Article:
The JRC SES continues to trigger the interest of a wide range of people. We received many requests to access the game from different organisation but also we were asked to explain in a more visual and concrete way how a session works. That is why we collected the video material we had from previous sessions and created 2 short videos. You can look at one of them below.
Latest game sessions
A few months ago Anita Pirc-Velkavrh, head of the foresight group at the European Environment Agency (EEA), participated in a scenario exploration session. As she perceived it as an interesting experience, she convinced the EEA to expose more of its staff to the JRC SES. This would create a critical mass of people who could then reflect on what the JRC SES could offer them, especially regarding reflections on the sustainable transition. The session went very well and the feedback received (through a questionnaire) was in line with what we usually experience. The SES was clearly perceived as an enjoyable way to help participants take a future-oriented perspective and to reflect systemically while bringing strong learning elements to all. The de-briefing at the end of the session was also a clear testimony to how powerful the SES is to trigger deep conversations between participants. Interestingly, the participants had decided to focus the scenario exploration on food sustainability. We hope that this will lead to follow-up.
Children played the SES for the first time
We are maintaining a constant effort to understand the potential of the JRC SES to engage with all categories of people. So far, we had engaged with people from the Commission, from industry, from civil society (both from structured organisations or from the public), from policy making backgrounds, from academia, women and men, of ages ranging from 17 years old to the early sixties.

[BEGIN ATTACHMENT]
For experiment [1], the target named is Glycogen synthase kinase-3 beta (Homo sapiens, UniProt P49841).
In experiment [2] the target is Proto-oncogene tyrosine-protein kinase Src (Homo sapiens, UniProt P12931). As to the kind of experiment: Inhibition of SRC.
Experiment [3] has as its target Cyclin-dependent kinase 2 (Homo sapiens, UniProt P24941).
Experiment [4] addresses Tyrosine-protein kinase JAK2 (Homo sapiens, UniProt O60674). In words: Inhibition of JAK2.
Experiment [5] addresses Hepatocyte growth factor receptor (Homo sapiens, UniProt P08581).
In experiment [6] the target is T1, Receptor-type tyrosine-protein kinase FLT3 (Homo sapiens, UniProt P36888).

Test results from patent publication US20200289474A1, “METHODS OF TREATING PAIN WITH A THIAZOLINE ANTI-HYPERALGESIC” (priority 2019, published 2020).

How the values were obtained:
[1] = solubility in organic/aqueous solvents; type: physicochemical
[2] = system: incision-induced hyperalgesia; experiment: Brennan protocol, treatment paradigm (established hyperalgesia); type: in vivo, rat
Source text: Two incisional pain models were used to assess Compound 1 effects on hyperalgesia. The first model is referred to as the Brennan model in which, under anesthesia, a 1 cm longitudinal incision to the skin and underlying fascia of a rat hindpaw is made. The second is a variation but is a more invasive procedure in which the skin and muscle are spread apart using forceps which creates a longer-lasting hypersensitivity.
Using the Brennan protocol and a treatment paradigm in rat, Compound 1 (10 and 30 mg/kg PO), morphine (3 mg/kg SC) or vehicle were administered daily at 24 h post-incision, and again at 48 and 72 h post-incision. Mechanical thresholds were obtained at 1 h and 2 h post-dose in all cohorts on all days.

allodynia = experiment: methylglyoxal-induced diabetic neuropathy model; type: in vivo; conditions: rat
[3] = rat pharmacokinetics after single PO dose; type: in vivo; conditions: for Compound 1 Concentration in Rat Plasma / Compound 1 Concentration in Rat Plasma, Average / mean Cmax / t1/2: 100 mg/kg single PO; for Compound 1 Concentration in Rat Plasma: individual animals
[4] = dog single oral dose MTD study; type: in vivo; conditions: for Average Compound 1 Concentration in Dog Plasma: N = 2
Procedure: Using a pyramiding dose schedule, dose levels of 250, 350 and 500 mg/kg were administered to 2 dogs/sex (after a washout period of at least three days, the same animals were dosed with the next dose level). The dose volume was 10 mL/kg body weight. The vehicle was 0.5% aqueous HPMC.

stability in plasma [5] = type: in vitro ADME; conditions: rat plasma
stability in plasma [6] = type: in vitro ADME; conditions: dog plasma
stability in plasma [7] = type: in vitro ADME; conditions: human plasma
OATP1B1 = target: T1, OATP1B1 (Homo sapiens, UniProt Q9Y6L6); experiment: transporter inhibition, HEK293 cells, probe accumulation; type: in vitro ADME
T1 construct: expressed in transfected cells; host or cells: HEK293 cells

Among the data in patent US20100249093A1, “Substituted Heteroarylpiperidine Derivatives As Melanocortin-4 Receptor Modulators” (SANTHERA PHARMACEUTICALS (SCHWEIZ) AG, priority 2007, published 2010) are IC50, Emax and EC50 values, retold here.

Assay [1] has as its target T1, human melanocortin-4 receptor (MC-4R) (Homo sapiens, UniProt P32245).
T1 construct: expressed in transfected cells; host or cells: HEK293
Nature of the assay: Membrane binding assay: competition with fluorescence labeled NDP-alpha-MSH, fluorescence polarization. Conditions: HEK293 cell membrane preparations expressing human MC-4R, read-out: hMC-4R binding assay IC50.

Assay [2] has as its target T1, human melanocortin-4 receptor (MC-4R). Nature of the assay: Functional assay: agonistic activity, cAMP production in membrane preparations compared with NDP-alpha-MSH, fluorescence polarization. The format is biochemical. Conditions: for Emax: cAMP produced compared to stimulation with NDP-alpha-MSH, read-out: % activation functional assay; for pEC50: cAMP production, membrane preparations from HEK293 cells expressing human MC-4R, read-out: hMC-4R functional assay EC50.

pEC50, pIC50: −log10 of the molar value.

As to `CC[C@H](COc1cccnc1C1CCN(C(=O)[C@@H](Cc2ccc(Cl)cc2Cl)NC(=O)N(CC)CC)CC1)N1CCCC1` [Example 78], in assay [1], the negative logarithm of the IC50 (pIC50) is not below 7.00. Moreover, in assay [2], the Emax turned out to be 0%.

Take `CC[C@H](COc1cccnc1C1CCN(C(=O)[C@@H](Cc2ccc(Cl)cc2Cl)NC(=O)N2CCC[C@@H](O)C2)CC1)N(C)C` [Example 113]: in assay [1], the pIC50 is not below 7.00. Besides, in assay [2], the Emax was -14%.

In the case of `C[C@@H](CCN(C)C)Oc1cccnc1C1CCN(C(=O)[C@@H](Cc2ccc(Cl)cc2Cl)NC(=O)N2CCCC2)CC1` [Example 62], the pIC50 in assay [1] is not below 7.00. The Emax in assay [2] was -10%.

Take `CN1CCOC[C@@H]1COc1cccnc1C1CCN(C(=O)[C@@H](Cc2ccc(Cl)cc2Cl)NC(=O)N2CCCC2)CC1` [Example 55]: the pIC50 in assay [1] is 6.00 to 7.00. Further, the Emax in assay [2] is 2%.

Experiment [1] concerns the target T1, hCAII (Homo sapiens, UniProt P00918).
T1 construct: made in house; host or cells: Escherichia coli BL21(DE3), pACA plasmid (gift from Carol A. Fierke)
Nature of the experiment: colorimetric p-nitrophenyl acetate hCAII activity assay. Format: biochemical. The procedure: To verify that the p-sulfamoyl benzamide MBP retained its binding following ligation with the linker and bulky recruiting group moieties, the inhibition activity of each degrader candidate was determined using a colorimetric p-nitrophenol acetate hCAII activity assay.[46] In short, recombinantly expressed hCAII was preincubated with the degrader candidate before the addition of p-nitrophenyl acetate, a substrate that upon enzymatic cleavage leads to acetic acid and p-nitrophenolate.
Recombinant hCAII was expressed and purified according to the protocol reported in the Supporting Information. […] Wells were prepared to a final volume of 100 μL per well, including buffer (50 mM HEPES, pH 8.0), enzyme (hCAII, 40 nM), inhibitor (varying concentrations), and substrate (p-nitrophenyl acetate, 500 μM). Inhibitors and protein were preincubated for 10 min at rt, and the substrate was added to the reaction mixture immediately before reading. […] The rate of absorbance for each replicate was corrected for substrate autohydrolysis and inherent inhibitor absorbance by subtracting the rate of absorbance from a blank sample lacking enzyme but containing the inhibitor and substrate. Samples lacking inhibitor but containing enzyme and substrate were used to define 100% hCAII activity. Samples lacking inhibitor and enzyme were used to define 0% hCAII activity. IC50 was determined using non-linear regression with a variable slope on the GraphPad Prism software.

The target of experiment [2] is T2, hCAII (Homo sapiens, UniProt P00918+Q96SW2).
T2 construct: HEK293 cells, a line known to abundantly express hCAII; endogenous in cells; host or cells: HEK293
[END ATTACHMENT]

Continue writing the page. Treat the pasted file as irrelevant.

Time had come to see if the JRC SES could be used to engage with children. Therefore, when the occasion came, we held a session including two children of 13 and almost 15. Circumstances made that not only did we have the two youngest persons who ever explored scenarios with the SES, but we also recruited their grandmother who ended up being the oldest person to experience the SES! This time, in line with the interest of the children, we used Sustainable Transitions edition of the SES to explore the issue of the future of health care in Europe. We had to spend a bit of time explaining some concepts (in particular in the policy-making area) that the children were not familiar with at the start, but then it went really well. We all had a lot of fun and stayed on to the bitter end. We even skipped dinner and overcame the tiredness that comes when we do this in the evening. The depth and clarity of actions taken by the children were impressive.
If you want to learn more or organise a session, please do not hesitate to get in touch !